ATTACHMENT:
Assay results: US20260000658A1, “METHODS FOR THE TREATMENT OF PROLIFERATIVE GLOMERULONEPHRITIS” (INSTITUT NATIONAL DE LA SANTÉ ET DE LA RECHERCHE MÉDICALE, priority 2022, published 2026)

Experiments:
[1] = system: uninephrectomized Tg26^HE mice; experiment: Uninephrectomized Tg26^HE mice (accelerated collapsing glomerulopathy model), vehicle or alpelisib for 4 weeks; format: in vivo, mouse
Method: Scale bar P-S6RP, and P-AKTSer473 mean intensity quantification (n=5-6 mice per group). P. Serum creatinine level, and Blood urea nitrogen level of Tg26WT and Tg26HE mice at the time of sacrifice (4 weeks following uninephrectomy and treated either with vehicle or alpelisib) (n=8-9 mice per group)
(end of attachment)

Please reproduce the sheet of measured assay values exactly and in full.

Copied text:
Assay results: US20260000658A1, “METHODS FOR THE TREATMENT OF PROLIFERATIVE GLOMERULONEPHRITIS” (INSTITUT NATIONAL DE LA SANTÉ ET DE LA RECHERCHE MÉDICALE, priority 2022, published 2026)

Experiments:
[1] = system: uninephrectomized Tg26^HE mice; experiment: Uninephrectomized Tg26^HE mice (accelerated collapsing glomerulopathy model), vehicle or alpelisib for 4 weeks; format: in vivo, mouse
Method: Scale bar P-S6RP, and P-AKTSer473 mean intensity quantification (n=5-6 mice per group). P. Serum creatinine level, and Blood urea nitrogen level of Tg26WT and Tg26HE mice at the time of sacrifice (4 weeks following uninephrectomy and treated either with vehicle or alpelisib) (n=8-9 mice per group)